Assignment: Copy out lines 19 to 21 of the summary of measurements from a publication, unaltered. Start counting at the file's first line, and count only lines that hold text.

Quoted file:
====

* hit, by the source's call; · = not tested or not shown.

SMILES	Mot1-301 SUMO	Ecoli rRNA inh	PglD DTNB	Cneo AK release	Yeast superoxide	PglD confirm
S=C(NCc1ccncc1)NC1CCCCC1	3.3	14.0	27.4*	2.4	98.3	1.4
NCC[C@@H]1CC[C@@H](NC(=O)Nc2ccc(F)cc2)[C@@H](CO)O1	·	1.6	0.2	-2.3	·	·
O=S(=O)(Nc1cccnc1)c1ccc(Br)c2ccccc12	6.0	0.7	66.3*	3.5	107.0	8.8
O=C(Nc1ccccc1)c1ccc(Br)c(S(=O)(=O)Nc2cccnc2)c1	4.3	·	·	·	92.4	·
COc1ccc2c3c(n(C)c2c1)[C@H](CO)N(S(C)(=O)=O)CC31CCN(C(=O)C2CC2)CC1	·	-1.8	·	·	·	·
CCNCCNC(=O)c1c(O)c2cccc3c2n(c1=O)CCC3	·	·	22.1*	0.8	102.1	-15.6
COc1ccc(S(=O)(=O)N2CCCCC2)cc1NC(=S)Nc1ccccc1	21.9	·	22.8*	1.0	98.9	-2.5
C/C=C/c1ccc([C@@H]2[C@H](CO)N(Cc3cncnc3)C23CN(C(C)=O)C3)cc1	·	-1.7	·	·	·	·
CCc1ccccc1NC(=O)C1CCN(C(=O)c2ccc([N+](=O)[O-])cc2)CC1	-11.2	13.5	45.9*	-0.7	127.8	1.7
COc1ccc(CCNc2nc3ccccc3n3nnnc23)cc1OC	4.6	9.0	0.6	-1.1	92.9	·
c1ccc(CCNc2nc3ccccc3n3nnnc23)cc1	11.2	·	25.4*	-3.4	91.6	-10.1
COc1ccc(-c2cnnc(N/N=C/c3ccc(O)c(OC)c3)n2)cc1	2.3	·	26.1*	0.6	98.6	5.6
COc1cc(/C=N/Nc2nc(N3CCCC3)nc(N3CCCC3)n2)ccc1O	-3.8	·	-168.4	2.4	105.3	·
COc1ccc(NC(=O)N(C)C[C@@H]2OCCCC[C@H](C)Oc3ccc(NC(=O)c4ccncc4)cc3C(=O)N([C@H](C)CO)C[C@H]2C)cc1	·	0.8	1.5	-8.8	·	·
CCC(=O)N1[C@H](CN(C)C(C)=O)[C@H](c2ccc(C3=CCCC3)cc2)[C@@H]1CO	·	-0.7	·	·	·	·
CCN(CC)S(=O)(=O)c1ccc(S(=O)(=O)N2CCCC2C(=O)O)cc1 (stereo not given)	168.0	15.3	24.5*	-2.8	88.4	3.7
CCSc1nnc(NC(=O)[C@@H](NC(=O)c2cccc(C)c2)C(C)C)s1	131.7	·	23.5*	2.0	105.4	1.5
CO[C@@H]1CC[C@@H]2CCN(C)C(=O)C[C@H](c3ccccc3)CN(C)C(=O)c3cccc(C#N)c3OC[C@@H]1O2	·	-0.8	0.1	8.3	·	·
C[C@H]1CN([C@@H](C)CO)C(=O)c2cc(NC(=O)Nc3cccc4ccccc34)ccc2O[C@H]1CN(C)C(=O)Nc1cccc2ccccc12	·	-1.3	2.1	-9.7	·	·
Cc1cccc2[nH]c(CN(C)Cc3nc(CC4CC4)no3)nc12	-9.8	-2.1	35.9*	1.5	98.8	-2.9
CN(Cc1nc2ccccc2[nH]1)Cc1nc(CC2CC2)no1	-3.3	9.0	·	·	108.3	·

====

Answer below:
CCSc1nnc(NC(=O)[C@@H](NC(=O)c2cccc(C)c2)C(C)C)s1	131.7	·	23.5*	2.0	105.4	1.5
CO[C@@H]1CC[C@@H]2CCN(C)C(=O)C[C@H](c3ccccc3)CN(C)C(=O)c3cccc(C#N)c3OC[C@@H]1O2	·	-0.8	0.1	8.3	·	·
C[C@H]1CN([C@@H](C)CO)C(=O)c2cc(NC(=O)Nc3cccc4ccccc34)ccc2O[C@H]1CN(C)C(=O)Nc1cccc2ccccc12	·	-1.3	2.1	-9.7	·	·